Taking up the fight

Karen Pearlman previews Urban Clan, Michelle Mahrer’s film about Bangarra Dance Theatre’s Page brothers

Choreographer Stephen Page and director Michelle Mahrer

Choreographer Stephen Page and director Michelle Mahrer

Layers of time, culture, pain, beauty, geology, grit, finance, taste, politics and art all come into play in the layers of imagery, media, and stories in Urban Clan, a new hour long film about the Page brothers and Bangarra Dance Theatre. Urban Clan, directed by Michelle Mahrer, is about David (composer), Stephen (choreographer) and Russell (dancer) Page. But by being about these 3 it is also about layers—layers of traditional Aboriginal and western cultural expressions, of family and its impact on art and history, of dance and why people do it.

However, even to say Urban Clan is a film ‘about’ something skips a layer of its intention—Urban Clan was devised not just as a film about art, but a film which is art. It tries, sometimes quite successfully, to push the line between documentary and artistic filmmaking. Michelle Mahrer is clear that just bunging a camera in front of a dance is actually “putting a barrier between the audience and the dance.” A barrier which can be overcome by making use of cinematic technique, and “more adventurousness.”

Her adventurousness shows itself in a layering of cinematic source material. The idea of this film, Mahrer says, “was to integrate cinema verite, performance in a cinematic style, and the poetic and spiritual feeling of the Aboriginal world by using a real and poetic interplay all the time.” And at the same time to “create a visual style capturing David, Stephen, and Russell as MTV generation young guys.”

One of Mahrer’s layers is video tape which, she says, the eye perceives as ‘real’. She videotaped interviews in a ‘verite’ documentary style and dance performances in a cinematically conscious style. Then there is archival footage—still photographs and 8mm home movies—which provide some great moments of humour and insight. Worth a few more than a thousand words, the archives show that the Page family has always been close knit, creative, funny, extroverted, and great performers.

Video and archives are then mixed with handheld film footage. Mahrer says that film is perceived by the eye as ‘artistic’ when juxtaposed with video. It is used here for landscape shots which take on a double edge as both real landscape and artistically manipulated image. When analysed at that level it is possible to see this cinematic technique as an apt metaphor for the Page brothers’ relationship to the land. As Aboriginal people they are understood to have an important connection to the land. But they are urban Aboriginals and they are in the process of reconciling that real connection which may sometimes only exist as a memory or a hope, with their own urban experience. Through their artistic practice, a process of reconciliation in itself, their feeling for the land becomes an artistically created image.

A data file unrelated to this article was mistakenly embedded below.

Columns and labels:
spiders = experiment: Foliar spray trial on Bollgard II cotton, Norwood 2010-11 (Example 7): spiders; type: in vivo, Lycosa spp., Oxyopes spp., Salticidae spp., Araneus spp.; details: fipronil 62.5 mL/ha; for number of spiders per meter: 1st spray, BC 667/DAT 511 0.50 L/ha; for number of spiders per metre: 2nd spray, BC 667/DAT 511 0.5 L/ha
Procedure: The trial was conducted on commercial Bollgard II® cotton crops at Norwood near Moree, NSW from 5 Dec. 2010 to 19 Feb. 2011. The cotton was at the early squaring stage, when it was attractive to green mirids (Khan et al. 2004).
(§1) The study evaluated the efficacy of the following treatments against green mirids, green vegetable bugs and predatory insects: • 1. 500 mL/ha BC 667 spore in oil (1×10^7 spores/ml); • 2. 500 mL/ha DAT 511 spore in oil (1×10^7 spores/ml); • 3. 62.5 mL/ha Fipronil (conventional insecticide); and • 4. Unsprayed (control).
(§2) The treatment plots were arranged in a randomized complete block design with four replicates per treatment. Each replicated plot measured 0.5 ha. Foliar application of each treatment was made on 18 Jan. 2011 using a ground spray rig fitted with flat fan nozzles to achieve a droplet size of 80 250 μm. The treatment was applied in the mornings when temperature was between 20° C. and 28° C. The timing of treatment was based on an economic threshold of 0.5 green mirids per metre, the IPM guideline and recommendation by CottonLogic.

The artistry of the Page brothers on an aesthetic level is not questioned in this film. While Mahrer is aware that they have been criticised, this, she says, is “missing the point.” “Here are 3 Aboriginal people doing something positive which is resonating much beyond their career. Bangarra is not about these bits of choreography, that technique or this phrase…The film focuses on a bigger picture of what Bangarra is doing for culture, and the Pages as role models of what it is possible for a young Aboriginal person.”

Urban Clan nonetheless presents a very convincing picture of the dancing, the layer around which all this is centred. Mahrer is quick to credit cinematographer Jane Spring and editor Emma Hay who have both handled the material with sensitivity, skill, and the quality of humility which is the perfect complement to skill—their work draws attention to the dancing, not to itself. The hand held camera moves with the dancing so subtly as to be virtually imperceptible. The edits are silky and wise. The use of montage in some of the dancing scenes may be controversial to dance purists, but I appreciated the intercutting of literal images with the abstract movement. These montage sequences underline the film’s effort to focus on the Page brothers’ intentions by giving us clear visual cues as to what their intentions are.

Urban Clan with its layers of media, images and personalities crystallises the Page’s dance into a mission which comes across as important, interesting, and amazingly pure. In a key moment David Page asks his father “didn’t you fight?” referring to the massacre his father’s tribe experienced and the consequent loss of home, language, and culture. His father spreads his hands in a gesture so articulate and painful as to make a dance in itself. In one shrug he says it all: ‘We fought, we couldn’t fight, we lost, we are still fighting, we are still losing, we do the best we can with what we have, it’s over to you now’. And his sons have taken up the fight.

Urban Clan, A Portrait of the Page Brothers and Bangarra Dance Theatre will be broadcast on July 7 1998, at 8:30 pm on ABC-TV as part of the Inside Story series of documentaries. It will also be broadcast in the UK in July on the BBC as part of their Midsummer Dance Series.

RealTime issue #25 June-July 1998 pg. 7

© Karen Pearlman; for permission to reproduce apply to realtime@realtimearts.net

1 June 1998
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